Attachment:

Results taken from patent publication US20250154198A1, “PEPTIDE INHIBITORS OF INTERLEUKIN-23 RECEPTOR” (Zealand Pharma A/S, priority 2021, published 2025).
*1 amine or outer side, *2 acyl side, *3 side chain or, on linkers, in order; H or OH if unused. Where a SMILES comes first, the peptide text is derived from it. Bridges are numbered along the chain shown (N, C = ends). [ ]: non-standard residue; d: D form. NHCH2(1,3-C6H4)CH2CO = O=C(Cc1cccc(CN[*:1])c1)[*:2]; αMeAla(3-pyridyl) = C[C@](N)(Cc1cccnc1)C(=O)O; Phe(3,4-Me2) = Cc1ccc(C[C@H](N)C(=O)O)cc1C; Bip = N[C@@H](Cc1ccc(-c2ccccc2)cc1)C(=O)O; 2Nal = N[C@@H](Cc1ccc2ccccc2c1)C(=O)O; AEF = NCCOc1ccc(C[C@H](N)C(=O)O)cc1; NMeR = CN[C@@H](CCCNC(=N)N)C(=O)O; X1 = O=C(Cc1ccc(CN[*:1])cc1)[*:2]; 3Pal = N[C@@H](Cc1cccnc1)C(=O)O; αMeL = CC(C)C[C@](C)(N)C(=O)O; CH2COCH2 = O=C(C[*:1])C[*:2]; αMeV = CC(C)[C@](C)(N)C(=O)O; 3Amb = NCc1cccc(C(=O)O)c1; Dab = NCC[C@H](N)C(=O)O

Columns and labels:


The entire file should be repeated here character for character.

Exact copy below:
Results taken from patent publication US20250154198A1, “PEPTIDE INHIBITORS OF INTERLEUKIN-23 RECEPTOR” (Zealand Pharma A/S, priority 2021, published 2025).
*1 amine or outer side, *2 acyl side, *3 side chain or, on linkers, in order; H or OH if unused. Where a SMILES comes first, the peptide text is derived from it. Bridges are numbered along the chain shown (N, C = ends). [ ]: non-standard residue; d: D form. NHCH2(1,3-C6H4)CH2CO = O=C(Cc1cccc(CN[*:1])c1)[*:2]; αMeAla(3-pyridyl) = C[C@](N)(Cc1cccnc1)C(=O)O; Phe(3,4-Me2) = Cc1ccc(C[C@H](N)C(=O)O)cc1C; Bip = N[C@@H](Cc1ccc(-c2ccccc2)cc1)C(=O)O; 2Nal = N[C@@H](Cc1ccc2ccccc2c1)C(=O)O; AEF = NCCOc1ccc(C[C@H](N)C(=O)O)cc1; NMeR = CN[C@@H](CCCNC(=N)N)C(=O)O; X1 = O=C(Cc1ccc(CN[*:1])cc1)[*:2]; 3Pal = N[C@@H](Cc1cccnc1)C(=O)O; αMeL = CC(C)C[C@](C)(N)C(=O)O; CH2COCH2 = O=C(C[*:1])C[*:2]; αMeV = CC(C)[C@](C)(N)C(=O)O; 3Amb = NCc1cccc(C(=O)O)c1; Dab = NCC[C@H](N)C(=O)O

Columns and labels: